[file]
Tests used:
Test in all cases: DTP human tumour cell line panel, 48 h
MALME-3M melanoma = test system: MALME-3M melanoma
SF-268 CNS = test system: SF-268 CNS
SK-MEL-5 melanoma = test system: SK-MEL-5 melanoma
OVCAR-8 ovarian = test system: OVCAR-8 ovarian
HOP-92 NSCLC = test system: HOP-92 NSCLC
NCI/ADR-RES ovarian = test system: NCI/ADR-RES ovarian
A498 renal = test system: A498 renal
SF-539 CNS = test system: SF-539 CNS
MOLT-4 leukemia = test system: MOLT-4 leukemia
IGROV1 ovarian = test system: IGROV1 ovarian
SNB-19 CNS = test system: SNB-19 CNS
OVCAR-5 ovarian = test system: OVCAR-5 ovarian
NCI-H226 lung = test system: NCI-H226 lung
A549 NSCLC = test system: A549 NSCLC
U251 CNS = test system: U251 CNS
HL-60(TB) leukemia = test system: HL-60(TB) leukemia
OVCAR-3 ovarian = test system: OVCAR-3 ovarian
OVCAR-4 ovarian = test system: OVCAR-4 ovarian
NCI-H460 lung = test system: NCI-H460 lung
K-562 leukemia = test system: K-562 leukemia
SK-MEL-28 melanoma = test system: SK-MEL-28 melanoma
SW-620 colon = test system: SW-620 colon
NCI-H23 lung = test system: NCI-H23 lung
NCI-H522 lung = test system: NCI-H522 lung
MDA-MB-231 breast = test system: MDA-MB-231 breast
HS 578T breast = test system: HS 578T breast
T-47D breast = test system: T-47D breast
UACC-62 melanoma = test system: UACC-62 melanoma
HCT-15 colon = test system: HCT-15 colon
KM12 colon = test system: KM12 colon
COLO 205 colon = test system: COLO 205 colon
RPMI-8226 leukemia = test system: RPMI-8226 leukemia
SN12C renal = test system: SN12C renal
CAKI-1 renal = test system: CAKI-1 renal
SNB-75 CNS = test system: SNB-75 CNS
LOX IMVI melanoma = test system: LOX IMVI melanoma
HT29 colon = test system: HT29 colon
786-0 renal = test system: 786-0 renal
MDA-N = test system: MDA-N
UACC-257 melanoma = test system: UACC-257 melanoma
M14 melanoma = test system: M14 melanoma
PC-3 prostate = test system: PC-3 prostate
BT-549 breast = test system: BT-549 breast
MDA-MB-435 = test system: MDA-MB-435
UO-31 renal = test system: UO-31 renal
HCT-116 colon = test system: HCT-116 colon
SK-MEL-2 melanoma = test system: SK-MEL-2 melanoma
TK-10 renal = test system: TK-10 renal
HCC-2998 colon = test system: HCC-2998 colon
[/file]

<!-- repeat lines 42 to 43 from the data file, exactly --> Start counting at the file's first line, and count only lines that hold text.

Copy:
UACC-257 melanoma = test system: UACC-257 melanoma
M14 melanoma = test system: M14 melanoma